Natalie Gamble is the lawyer you're thinking of, I think Leningrad. She is very helpful and happy to give a bit of free advice initially.

Sorry to hear of this situation Lizette, it does sound very difficult.

LeninGrad · 28/09/2009 09:12

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scottishmummy · 28/09/2009 09:45

ok,so query the Ax is the psychologist independent professional or compromised by being a friend?is the psychologist registered

in general one tries to maintain the consistency of approach, and if establised terms of familiariaty are in place keep them. attachment theories and good enough parenting would advocate consistenty (as much as one can in a split up) and affirmation that both mummies love her very much. ideally you two should bicker behind the scenes etc not in front of your dd

certainly social circumstances are looked at, ability to accomodate and watch the girl etc. but ideologically of ciurse she can have 2 mums as she has from outset

but consider your own psychologist if reqd

good luck

secretme2 · 28/09/2009 18:37

Im so sorry this is happening, it must be so hard for you!...and its definately one of those 'power' moments that youre being hit with... second opinion definately. Have a look on GB for a gay friendly psychologist.

All the best


hester · 28/09/2009 19:09

Hi Lizette, I was so sorry to read your post. It makes me more than I can say when lesbian co-parents use these dirty homophobic tactics against each other. Please get good advice as soon as you can. I would recommend the solicitor Gill Butler at Burton Woods. Posters have already suggested Susan Golombok: she is head of the family research centre at Cambridge University, and her latest book (that summarises all the research in the area) is called 'Parenting: what really counts?' (A really good read for every parent, by the way.)

Best of luck; let us know how you get on.

LeninGrad · 28/09/2009 19:34

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kayjayel · 28/09/2009 19:51

You can also query the psychologist - either through BPS (British Psychological Society) and HPC (Health Professions Council). If psych has done report but has a relationship with the family then this doesn't feel ethical. You can make a complaint through these bodies, and this is fairly serious - can be struck off.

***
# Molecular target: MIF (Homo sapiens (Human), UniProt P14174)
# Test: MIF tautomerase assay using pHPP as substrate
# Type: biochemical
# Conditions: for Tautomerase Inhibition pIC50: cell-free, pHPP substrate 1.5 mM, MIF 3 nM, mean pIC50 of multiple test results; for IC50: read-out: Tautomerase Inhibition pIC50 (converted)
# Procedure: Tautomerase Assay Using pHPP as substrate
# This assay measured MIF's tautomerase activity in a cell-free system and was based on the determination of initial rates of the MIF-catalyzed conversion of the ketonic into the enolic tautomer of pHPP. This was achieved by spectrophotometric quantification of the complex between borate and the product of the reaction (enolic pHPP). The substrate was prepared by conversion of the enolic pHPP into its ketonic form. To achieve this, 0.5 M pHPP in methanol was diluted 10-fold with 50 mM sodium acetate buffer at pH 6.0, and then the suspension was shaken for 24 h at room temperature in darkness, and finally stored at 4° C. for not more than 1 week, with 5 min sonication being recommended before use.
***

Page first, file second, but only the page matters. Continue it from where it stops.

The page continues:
Also you may want to check the psychologist's qualifications as to whether they have the right experience/quals to do reports - some people do reports who don't really have the right to.

Also if they have produced an opinion which is not backed up by evidence (e.g. Golombok, or just not being able to produce evidence about the claims about 'difference') you could complain about them not keeping up to date with modern psychology and therefore not being up to date with their Continuing Professional Development.

It sounds absolutely awful for you. I hope you manage to get through it.

Solo2 · 28/09/2009 21:32

I think there's LOADS of research now that shows that it's not the type of family that matters but other things like love, consistencey, stability, financial stability etc. I'd also recommend Golombok and isn't there a book by the USA writer, Peggy Drexler (might have spelled that wrong) about good outcomes for children of gay/ lesbian parents and single mothers by choice. Definitely get a second psychologist report. Surely the thing that could most harm your child is to have you excluded at this point in her life. Good luck!

pregnantpeppa · 28/09/2009 21:34

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Lizette · 29/09/2009 13:36